"Hello Tian, I am a long time reader of your blog. Last week while visiting the city of Val-d'Or(Quebec) in Canada, I found the following plastic leg 'tattooed' in the front window of a tattoo parlor. In this picture, you can clearly see the character is upside down. Could it be they wanted to make sure the tattooed person will be able to read his own tattoo?"
The character shown on the leg is an upside down 鹿, which means "deer" in Chinese.
In Japanese, when it is combined with 馬 (horse); as in 馬鹿, it means "fool, idiot", and 馬鹿外人 means "stupid foreigner[s]".
"One of my friends from high school recently got this tattoo. She claims it means 'Eternal Love'. I found 'Eternal' in my books, but could not find anything even closely resembling her version of love. Is it a translation I simply haven't seen before? I did end up finding a 'flash' version of this same thing online somewhere, but since I only saw it once, and it was flash.. I'm having a hard time believing. I'd love to get your input on it. :)"
The top character 永 means "long, perpetual, eternal, forever". The bottom character 疼 even though sometimes it is used to describe "dote, doting", but most often it means "aches, pains, sore".
"Tian, I am a realtor and these are in a condo a client of mine wants to buy. He's not wild about the tile mosaic around these tiles and is considering removing the whole thing. These tiles are on the facing of the breakfast bar. Do they say what is reported in English? Thanks for your help."
I have never seen "family" is referred as "亦作". Usually 家庭 is translated as "family".
Despite the poor calligraphy, this tile was my personal favorite. The character shown is the simplified version of 熱, which means "hot". Mixing the Chinese character with the English caption, the tile is "hot love". This tile would be a good sell on eBay.
Bad calligraphy, correct characters and translation.
幸 =luck(ily), favor, fortunately 福 = happiness, good fortune, blessing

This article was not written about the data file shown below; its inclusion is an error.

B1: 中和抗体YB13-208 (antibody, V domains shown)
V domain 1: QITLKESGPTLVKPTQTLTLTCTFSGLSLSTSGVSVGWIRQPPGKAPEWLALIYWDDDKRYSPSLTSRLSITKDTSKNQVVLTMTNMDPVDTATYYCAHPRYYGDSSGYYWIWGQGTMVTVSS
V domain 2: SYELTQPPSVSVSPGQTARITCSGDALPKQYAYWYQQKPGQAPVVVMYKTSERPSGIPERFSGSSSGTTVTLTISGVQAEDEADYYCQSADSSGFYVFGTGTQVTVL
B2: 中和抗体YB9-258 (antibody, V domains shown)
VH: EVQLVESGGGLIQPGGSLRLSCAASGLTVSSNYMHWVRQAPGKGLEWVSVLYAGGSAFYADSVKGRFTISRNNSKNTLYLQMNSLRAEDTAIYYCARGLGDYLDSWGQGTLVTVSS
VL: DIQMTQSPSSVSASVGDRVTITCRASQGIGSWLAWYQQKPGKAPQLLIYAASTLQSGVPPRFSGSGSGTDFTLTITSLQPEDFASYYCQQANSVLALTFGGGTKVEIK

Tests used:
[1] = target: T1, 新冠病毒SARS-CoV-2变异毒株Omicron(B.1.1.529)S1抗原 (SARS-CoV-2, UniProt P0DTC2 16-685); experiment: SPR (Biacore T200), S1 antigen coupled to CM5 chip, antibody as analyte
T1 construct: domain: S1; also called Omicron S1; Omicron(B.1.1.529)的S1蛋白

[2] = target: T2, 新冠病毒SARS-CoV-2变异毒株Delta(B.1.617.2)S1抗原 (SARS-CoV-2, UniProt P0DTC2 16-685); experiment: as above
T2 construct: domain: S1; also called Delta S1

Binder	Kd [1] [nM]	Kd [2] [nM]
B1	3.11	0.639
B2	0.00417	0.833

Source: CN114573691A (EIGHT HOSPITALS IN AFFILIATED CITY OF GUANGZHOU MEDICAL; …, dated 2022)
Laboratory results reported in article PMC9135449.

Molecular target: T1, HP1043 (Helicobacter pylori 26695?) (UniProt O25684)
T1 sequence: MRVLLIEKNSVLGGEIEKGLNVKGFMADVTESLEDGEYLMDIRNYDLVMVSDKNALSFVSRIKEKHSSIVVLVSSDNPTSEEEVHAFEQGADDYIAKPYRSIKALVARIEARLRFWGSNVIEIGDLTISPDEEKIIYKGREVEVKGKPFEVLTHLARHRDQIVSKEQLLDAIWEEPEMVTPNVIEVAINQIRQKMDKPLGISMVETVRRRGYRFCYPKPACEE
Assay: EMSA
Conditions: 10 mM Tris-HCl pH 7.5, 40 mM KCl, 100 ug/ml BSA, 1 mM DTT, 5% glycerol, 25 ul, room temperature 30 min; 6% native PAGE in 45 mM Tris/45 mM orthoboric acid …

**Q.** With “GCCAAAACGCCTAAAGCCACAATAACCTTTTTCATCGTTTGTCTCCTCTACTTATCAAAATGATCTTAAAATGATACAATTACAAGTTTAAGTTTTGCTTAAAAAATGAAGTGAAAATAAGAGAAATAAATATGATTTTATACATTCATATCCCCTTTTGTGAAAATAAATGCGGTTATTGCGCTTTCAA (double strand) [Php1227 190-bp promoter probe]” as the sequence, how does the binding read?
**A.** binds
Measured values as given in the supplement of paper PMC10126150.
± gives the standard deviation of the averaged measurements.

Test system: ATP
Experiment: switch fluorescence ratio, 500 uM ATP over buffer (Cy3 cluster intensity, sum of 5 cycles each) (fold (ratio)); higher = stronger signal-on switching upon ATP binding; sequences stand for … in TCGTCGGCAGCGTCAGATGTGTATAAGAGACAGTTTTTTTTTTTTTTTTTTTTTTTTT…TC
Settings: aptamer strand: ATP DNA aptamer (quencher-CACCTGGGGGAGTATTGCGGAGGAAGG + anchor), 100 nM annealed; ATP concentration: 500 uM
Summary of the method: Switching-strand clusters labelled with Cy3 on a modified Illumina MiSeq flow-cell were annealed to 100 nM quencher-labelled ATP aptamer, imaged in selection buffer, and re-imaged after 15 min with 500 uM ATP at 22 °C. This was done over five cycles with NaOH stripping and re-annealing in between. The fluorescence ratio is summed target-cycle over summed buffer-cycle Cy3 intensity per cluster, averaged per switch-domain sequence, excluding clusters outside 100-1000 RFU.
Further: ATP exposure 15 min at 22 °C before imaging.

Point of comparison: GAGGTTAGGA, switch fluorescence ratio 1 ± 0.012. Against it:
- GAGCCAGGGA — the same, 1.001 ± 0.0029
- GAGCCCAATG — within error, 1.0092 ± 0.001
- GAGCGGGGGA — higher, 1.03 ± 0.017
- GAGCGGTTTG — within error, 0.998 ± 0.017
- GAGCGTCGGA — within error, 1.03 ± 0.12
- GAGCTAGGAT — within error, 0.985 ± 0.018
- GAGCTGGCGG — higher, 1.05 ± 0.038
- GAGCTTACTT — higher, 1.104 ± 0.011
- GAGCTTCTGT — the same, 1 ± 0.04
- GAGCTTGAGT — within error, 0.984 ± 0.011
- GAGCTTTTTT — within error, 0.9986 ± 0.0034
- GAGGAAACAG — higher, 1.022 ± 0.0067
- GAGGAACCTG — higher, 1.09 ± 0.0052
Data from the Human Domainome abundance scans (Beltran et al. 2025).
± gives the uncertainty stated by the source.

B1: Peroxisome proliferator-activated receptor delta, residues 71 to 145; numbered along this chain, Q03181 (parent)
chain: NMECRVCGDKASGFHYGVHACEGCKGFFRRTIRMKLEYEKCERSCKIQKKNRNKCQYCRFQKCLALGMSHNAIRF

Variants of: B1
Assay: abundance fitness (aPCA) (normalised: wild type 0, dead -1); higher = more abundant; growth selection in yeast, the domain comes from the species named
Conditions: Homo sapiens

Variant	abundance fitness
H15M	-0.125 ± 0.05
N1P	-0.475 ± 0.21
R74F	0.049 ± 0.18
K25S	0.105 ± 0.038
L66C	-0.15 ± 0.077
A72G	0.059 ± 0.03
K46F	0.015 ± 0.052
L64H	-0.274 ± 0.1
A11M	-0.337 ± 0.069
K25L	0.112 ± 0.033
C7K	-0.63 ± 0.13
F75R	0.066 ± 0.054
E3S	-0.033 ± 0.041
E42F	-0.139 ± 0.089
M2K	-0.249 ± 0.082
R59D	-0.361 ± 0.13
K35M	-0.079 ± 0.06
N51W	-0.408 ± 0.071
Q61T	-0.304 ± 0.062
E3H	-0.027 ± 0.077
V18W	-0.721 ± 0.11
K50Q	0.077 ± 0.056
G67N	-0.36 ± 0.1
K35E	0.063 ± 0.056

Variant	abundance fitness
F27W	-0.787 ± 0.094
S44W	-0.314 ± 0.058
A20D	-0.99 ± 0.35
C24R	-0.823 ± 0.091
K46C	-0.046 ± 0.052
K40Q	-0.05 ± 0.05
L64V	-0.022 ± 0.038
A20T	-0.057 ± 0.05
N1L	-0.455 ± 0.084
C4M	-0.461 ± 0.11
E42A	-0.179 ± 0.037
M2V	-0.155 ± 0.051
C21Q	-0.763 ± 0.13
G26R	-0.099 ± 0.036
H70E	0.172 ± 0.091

"New Rule: Just because your tattoo has Chinese characters in it doesn't make you spiritual. It's right above the crack of your ass. And it translates to 'beef with broccoli.' The last time you did anything spiritual, you were praying to God you weren't pregnant. You're not spiritual. You're just high." (more)
I spotted this t-shirt at a local Old Navy store. I don't know if "Temple of Strength" really exists in Yangshuo. I also do not understand the significance of using the character 萬 on the shirt.
Update: Random Chinese Characters Used As Marketing Tool
Date: Tue, 24 May 2005 08:36:03 -0400 From: "oldnavy.com Service" To: "Tian" Subject: Re: ON-Stores - About Our Products; response-yes (KMM23799250V38116L0KM)
Thank you for your message regarding the Old Navy Yangshuo Temple of Strength tee, #299500. We appreciate the time you have taken to contact us regarding the design of this tee. Please know that there is no special significance to the characters on our tees. We appreciate your feedback, and we have forwarded your comments to our merchandising and design teams.
If we may be of further assistance, please contact us via e-mail at firstname.lastname@example.org or by calling 1-800-OLD-NAVY. Our Customer Service Consultants are available 24 hours a day for your convenience. Sincerely,
Reader Bruce Spragg emails about a new line of Nike sneakers for Lebron James. This particular pair shown above is $320, and that is cheap! Since there were only 300 pairs of these made, sneaker pimps are selling them on eBay for as high as $9,000 according to news report (video).
So what do these four Chinese characters say on these "overpriced-toe-fungus-traps"?
自我 = self; myself 懷疑 = to doubt; to suspect; doubt; suspicion
The phrase means "self-suspicion" or "self-doubt". What a great way for Nike to rub "buyers' remorse" in these sneaker fans' faces and their empty wallets (except the sneaker pimps).
I am somewhat inspired by the latest trend of exclusive customized sneakers, Adidas has its Original Series, Puma has its Mongolian Shoe BBQ, and Nike has its NikeID, what about Hanzi Smatter?
Don't you worry, I have got that covered.
Presenting the HS Sneaker:
1. Buy a pair of sneaker of your choice 2. Download and print out the Hanzi stencils provided here: "crazy diarrhea" "inferior goods" "ignorant" "idiot" 3. Paste the stencil onto a piece of cardboard backing 4. Trim out the black part of the characters 5. Place the stencil along with the cardboard backing onto any surface or the sneaker 6. Use color marker(s) and smear over the stencil, thus the design will be left on the sneaker